By not negotiating that very first salary offer at the very first job, an individual stands to lose more than $500,000 by age 60. But men are more than four times as likely as women to negotiate a first salary, according to research conducted by a pair of authors (Linda Babcock, an economist at Carnegie Mellon University and a leading scholar of negotiations, and Sara Laschever, a freelance writer) who wrote a book entitled "Women Don't Ask."

While men compare negotiations to "winning a ballgame," women are more likely to compare the process to "going to the dentist." And many women are so grateful to be offered a job that they accept what they are offered and don't negotiate their salaries. They also fail to realize the market value of their work (women report salary expectations between 3 and 32 percent lower than those of men for the same jobs; men expect to earn 13 percent more than women during their first year of full-time work and 32 percent more at their career peaks).

You may think that not negotiating for a couple extra thousand dollars over the course of a year is no big deal. But if you're giving up a couple thousand dollars a year for 40 years, you're really putting yourself at a disadvantage and will be missing out on thousands of dollars that, with a little bit of negotiating, you would get. One study found that male graduates of an Ivy League business school negotiated for a 4.3 percent higher starting salary than they were initially offered, while female graduates negotiated for just 2.7 percent. If the first offer was the same for each, say $35,000, this would amount to a $560 advantage for the men. Over time this advantage could snowball. If men negotiated a 2 percent raise each year and women accepted 1 percent, after 40 years the annual salary would be $79,024 for men and $52,987 for women, nearly a 50 percent gap. The cumulative gap over a career would exceed $440,000.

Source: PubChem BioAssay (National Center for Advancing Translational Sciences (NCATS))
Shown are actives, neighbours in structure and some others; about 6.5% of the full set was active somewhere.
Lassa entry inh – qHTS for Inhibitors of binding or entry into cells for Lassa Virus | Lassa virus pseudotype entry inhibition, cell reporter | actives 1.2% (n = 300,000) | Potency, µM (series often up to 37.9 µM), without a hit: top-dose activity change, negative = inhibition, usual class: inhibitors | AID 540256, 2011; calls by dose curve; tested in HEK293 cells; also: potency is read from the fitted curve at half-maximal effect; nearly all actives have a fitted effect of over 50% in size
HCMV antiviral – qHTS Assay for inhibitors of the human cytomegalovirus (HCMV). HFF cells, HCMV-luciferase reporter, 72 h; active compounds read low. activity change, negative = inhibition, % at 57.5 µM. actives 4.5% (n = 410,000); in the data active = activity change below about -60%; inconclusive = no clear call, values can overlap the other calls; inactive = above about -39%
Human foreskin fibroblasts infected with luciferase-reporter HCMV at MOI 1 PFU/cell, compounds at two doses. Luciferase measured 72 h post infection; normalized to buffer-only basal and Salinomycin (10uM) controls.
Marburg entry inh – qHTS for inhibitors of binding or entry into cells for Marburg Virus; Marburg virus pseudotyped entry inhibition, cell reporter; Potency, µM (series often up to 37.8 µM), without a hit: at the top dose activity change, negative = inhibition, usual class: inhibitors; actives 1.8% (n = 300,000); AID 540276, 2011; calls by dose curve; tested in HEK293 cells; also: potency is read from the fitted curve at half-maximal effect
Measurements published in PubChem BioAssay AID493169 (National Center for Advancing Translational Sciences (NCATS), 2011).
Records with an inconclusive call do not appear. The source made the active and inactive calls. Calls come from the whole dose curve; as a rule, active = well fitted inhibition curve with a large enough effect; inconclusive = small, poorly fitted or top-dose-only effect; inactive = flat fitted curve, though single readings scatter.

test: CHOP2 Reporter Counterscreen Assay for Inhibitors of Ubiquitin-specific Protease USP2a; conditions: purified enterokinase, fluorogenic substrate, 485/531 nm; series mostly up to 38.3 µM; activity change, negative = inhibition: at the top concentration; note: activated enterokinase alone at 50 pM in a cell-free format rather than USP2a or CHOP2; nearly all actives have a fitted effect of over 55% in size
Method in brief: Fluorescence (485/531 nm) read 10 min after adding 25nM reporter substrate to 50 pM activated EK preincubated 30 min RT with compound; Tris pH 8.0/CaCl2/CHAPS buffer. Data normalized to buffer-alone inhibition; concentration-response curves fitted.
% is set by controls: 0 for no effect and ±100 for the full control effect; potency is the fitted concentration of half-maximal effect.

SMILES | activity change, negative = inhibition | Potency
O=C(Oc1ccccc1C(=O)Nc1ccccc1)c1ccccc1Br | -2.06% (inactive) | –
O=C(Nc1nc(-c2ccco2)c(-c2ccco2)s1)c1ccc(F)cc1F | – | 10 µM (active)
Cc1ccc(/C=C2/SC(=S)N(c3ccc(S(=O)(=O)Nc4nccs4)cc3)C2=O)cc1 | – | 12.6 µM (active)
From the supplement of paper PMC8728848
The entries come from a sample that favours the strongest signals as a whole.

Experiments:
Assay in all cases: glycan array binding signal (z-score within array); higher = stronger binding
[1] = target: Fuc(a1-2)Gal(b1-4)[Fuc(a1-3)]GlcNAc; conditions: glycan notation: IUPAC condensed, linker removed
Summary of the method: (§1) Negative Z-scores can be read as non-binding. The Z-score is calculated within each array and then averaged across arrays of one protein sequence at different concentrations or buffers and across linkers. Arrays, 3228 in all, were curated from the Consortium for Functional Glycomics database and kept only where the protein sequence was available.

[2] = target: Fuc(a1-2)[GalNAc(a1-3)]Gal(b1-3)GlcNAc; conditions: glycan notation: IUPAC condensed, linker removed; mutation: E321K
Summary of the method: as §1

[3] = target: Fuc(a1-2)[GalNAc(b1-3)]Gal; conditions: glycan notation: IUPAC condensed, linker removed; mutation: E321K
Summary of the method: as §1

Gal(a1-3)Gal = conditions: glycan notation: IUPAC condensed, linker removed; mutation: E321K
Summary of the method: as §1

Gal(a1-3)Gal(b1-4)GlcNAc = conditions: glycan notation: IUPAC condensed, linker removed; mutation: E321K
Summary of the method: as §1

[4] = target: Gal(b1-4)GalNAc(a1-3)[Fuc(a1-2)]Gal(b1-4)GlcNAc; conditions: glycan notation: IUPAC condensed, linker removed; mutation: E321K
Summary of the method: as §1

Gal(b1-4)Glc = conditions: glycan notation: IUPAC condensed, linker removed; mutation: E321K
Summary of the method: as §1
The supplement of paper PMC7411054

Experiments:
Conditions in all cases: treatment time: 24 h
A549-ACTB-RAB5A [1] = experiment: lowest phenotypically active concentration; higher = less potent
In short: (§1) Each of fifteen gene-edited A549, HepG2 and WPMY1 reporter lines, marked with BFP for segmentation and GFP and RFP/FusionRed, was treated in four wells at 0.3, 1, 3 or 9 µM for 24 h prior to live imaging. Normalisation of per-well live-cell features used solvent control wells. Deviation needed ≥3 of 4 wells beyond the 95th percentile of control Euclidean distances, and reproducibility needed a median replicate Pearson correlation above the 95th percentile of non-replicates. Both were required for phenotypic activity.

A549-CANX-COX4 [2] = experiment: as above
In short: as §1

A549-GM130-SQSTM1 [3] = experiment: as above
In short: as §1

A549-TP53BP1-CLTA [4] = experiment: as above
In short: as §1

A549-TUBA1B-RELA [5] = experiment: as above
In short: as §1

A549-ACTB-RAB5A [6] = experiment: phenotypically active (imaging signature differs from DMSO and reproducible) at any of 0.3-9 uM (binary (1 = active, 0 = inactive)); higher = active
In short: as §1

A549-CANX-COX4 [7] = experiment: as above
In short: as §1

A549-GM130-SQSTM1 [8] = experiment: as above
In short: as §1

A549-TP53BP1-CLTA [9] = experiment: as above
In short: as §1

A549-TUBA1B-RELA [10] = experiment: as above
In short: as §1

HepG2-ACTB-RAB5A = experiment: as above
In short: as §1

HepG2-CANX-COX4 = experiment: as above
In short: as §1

People often underestimate the importance of a good credit score. Do not rely on your spouse's good credit score because if the time comes when you part ways, you're going to need a good credit history to help handle debts and finances. Before the need arises, and when it is easier and less stressful to do so, individuals should get at le

View CBS News In
CBS News App Open
Chrome Safari Continue